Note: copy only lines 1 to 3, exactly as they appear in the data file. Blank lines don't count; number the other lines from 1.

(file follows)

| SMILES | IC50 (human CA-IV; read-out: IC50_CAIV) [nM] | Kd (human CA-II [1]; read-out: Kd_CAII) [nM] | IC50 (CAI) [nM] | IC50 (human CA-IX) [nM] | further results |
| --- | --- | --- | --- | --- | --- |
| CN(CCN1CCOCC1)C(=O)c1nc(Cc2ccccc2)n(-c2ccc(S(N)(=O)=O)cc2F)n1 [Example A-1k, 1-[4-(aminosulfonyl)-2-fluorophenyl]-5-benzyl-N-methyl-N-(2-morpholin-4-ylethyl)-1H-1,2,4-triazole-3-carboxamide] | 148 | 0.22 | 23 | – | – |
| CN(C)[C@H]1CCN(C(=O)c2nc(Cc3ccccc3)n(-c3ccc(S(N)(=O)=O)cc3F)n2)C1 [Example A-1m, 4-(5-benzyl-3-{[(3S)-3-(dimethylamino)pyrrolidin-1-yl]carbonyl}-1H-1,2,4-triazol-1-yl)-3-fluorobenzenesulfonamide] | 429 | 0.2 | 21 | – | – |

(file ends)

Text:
| SMILES | IC50 (human CA-IV; read-out: IC50_CAIV) [nM] | Kd (human CA-II [1]; read-out: Kd_CAII) [nM] | IC50 (CAI) [nM] | IC50 (human CA-IX) [nM] | further results |
| --- | --- | --- | --- | --- | --- |
| CN(CCN1CCOCC1)C(=O)c1nc(Cc2ccccc2)n(-c2ccc(S(N)(=O)=O)cc2F)n1 [Example A-1k, 1-[4-(aminosulfonyl)-2-fluorophenyl]-5-benzyl-N-methyl-N-(2-morpholin-4-ylethyl)-1H-1,2,4-triazole-3-carboxamide] | 148 | 0.22 | 23 | – | – |